Share Your Expertise. Write for Six Minutes.
- Why Contribute to Six Minutes?
- What’s in it for You?
- Topics you can write about
- Article Guidelines
- Step-by-Step Guide to Contribute
Six Minutes helps readers become more effective communicators. One way to do this is to offer not just one voice, but the advice and opinions of the larger public speaking community.
What is your public speaking background? Are you a:
- professional speaker with wisdom to share?
- communications consultant?
- speaking instructor?
- college professor?
- public speaking blogger?
- novice speaker with a unique perspective?
Would you like to write for a large online audience with readers around the world from all walks of life?
- Credibility boost – Get your article published on one of the most popular public speaking websites. Six Minutes has thousands of subscribers and readers from all around the world.
- Full attribution – Your article will be accompanied with your name and a short paragraph indicating your credentials.
- Traffic back to your website – The author byline can link back to your site (if you have one). If you write a great article, readers will want to know more about you.
- Warm fuzzy feelings - Feel the joy of sharing your wisdom with the greater community of public speakers.
Most Six Minutes articles fall into one of these broad categories:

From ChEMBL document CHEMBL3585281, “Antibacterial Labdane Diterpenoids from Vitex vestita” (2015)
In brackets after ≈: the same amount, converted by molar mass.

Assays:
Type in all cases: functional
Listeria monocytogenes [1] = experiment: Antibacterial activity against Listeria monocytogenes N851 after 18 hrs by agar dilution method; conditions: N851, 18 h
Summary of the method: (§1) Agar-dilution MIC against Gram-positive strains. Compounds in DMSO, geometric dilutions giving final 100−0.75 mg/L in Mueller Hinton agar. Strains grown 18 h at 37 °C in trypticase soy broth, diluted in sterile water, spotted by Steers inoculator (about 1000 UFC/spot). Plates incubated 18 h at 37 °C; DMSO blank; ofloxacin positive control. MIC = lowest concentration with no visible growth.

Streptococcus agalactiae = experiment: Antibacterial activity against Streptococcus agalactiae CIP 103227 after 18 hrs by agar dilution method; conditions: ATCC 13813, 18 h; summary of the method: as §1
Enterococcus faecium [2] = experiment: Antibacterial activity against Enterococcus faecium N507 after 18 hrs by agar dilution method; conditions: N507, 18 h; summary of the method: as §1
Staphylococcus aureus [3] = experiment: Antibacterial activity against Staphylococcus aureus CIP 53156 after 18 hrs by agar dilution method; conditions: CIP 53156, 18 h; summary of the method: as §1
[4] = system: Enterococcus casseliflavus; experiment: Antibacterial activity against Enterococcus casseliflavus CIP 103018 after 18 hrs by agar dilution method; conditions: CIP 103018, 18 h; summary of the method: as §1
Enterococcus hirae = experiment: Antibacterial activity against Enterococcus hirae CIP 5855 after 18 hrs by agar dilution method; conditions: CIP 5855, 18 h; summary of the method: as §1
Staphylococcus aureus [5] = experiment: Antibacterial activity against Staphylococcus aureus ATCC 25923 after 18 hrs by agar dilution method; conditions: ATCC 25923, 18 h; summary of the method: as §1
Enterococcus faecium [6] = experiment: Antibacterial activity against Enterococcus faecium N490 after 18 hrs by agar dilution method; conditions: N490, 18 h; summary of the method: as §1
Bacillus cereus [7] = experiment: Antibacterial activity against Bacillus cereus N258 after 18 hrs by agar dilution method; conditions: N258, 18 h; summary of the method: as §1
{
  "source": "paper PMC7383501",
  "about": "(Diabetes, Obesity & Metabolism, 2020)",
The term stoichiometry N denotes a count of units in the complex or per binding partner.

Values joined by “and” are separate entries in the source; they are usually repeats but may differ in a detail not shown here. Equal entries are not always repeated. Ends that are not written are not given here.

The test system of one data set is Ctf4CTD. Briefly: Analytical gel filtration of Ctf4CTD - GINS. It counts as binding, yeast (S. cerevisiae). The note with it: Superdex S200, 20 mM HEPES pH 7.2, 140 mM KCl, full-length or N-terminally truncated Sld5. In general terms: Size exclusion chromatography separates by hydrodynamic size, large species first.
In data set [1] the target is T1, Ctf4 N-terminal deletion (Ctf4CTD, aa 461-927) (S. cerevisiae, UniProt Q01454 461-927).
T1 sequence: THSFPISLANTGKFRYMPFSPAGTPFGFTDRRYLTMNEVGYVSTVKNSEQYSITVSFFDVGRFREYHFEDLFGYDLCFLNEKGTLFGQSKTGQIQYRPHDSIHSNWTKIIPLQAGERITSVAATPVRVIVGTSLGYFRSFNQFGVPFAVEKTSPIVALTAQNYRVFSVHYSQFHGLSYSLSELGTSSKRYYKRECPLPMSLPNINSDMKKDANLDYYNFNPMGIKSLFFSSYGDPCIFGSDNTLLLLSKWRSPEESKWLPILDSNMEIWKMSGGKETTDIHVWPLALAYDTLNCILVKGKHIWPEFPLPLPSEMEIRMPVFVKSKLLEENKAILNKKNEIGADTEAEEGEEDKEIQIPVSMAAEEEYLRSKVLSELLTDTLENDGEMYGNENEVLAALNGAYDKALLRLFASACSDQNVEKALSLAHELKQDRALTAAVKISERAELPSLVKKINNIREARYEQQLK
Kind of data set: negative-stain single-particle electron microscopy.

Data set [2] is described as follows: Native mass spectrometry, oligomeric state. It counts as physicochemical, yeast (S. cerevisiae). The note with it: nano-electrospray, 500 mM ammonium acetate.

- Delivery Techniques
- Visual Aids
- Speaker Habits
- Resources for Speakers
- Professional Speaking
- Communication Skills
In addition, there are three special types of articles that cover one or more of the above areas:
- Book Reviews
- Speech Critiques
Your article is more likely to be accepted if it falls within these broad categories, but feel free to pitch something which stretches the boundaries a bit.
Here are some basic guidelines which will help you get your article accepted and published:
- Be Specific! — Depth of the articles is one strength which distinguishes Six Minutes from other blogs in this niche. So, depth is generally preferred over breadth. For example:
- “7 Moments in a Speech when Body Language Matters Most” (specific) is much better than “7 Body Language Tips” (general)
- “9 Ways to Improve Your Handouts” (specific) is much better than “11 tips for speakers” (general)
- “How to use stories in a business presentation” (specific) is much better than “How to use PowerPoint” (way too broad!)
- Be Practical — The most valuable articles provide practical tips that readers can use immediately.
- Give Examples — Theory is good, but real examples bring the article alive. If your article is about speech openings, give examples of speech openings. If your article is about PowerPoint design, give examples of slides.
- Length of Article — There’s no strict minimum or maximum, but most Six Minutes articles are at least 1000 words. This is a guideline, not a minimum word count. The key idea is that our readers prefer articles with significant depth.